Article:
And of course, many Brits that lived in India developed quite a love for both proper Indian food and the Anglo-Indian hybrid that developed over time.

:)

Jonny said...

One of my favourite dishes, although I make mine in a slightly different way, so I may give your method a go. Oh and I go for a poached egg on top :)

ginandcrumpets said...

That is a good looking dribbly egg. The 2 satsumas I picked up for my breakfast now look even more pathetic than they did before I saw this post.

jamesramsden said...

I need to do kedgeree for a breakfast next week - think I've found the recipe. Looks perfect.

Must confess that as a young gunslinging 10 year old I'd shower my kedgeree with tabasco, and have done ever since.

Graphic Foodie said...

Ooh, when I used to attend a lot of balls (in my more glamourous days) they would serve kedgeree to any "survivors" at 3am. Total hangover saver. Never thought to make this at home but what a perfect lazy brunch idea. Lovely!

shayma said...

i love the photo of the egg oozing out its custard-like yolk onto the rice. i noticed you used Basmati- it looks so beautiful, every grain perfectly separated. lovely.

lizzie do you take your photos at night (in low light?) i can never photograph the food i prepare for dinner bec the photos come out absolutely awful! yours are so lovely, any tips, please?

i love how you write "the yolk seeps..." great imagery.

Lizzie said...

Kavey - Very interesting, thanks!

Jonny - Poached is a good idea, though I am more confident in soft-boiling.

Gin & Crumpets - Satsumas are not breakfast. They are a snack!

James - I had a deep addiction to tabasco as a kid, but it would be a few drops here and there. Nowadays, it's flung around with abandon.

Graphic Foodie - Oooh - that's a fantastic idea! I wish they'd do that at some of my work parties.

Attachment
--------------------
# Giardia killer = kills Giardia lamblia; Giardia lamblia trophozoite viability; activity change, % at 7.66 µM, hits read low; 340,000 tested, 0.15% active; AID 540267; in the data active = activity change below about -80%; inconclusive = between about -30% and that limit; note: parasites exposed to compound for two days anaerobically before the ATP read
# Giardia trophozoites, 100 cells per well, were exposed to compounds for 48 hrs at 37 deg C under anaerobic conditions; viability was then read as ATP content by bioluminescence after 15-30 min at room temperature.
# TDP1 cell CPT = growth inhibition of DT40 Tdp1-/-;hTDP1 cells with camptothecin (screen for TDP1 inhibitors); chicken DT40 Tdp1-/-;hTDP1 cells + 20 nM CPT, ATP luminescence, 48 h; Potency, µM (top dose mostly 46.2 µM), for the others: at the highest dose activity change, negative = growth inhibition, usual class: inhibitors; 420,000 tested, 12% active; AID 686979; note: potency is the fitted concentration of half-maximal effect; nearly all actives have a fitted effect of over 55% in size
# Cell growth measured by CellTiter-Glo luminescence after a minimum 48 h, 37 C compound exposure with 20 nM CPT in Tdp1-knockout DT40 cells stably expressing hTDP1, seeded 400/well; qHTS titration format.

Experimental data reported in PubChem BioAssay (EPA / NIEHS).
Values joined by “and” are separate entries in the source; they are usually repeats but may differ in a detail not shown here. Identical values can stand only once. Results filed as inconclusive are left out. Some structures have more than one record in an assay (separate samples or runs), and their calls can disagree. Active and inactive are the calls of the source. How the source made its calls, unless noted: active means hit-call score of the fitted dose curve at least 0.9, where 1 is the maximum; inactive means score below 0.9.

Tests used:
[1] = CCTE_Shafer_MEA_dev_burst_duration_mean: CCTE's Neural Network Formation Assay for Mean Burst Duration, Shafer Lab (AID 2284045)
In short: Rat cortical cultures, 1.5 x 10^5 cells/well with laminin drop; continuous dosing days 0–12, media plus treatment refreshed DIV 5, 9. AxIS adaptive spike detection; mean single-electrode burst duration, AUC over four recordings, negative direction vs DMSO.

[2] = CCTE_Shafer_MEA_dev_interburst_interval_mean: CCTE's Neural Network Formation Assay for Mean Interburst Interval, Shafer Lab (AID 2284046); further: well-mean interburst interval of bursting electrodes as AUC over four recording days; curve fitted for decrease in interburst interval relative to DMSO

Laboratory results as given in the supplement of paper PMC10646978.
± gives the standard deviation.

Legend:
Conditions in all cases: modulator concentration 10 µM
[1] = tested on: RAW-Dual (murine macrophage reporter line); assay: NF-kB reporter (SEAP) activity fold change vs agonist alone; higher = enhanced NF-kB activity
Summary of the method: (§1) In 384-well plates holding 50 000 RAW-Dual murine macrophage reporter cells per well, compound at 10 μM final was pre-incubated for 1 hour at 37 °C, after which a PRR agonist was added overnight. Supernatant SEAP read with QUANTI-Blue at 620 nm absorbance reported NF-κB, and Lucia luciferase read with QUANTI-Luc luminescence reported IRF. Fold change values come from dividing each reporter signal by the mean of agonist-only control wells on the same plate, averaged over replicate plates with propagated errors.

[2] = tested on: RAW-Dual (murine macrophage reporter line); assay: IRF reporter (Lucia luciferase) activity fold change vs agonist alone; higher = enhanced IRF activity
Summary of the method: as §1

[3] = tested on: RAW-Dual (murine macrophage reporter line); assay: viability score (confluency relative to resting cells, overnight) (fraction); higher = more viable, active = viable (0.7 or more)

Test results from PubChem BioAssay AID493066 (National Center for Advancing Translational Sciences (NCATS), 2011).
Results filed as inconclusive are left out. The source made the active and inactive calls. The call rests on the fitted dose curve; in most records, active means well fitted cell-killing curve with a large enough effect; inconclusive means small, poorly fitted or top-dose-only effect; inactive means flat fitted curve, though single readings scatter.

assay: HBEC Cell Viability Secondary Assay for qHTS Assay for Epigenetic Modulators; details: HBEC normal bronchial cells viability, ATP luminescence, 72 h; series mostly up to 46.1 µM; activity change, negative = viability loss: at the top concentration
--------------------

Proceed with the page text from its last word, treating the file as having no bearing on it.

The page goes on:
Shayma - I can't take credit for it - the rice cooker is a great investment. These photos were taken in the morning, but a lot of mine are at night - I have a spotlit kitchen which really helps. Otherwise, perhaps a light box?

eatmynels said...

Ked'g is the bomb... best thing about it is I've never had the same one twice. so flexible and so many options... try a megga spicy version with okra maybe.

Helen said...

I love a bit of kedgeree! Never get around to making it very often for some reason. I remember my first taste of it very clearly. I was working in a restaurant in Cheltenham and had no idea what it was. A sneaky few mouthfuls in the kitchen and I was hooked forever.

Mr Noodles said...

Risotto and now kedgeree, you know it's got to be congee next. And yes, this is a pretty shameless plug for my post on congee.

Gourmet Chick said...

Always wanted to make this dish - really interesting mix of British and Indian - thanks for the recipe

gastrogeek said...

ooh kedgeree, what a perfect treat. Must whip me some of this up for breaky tomorrow.

Martin said...

Need to get my arse in gear and cook this, I haven't had it for so long, and I absolutely love it.

This weekend perhaps...need to get some fish in!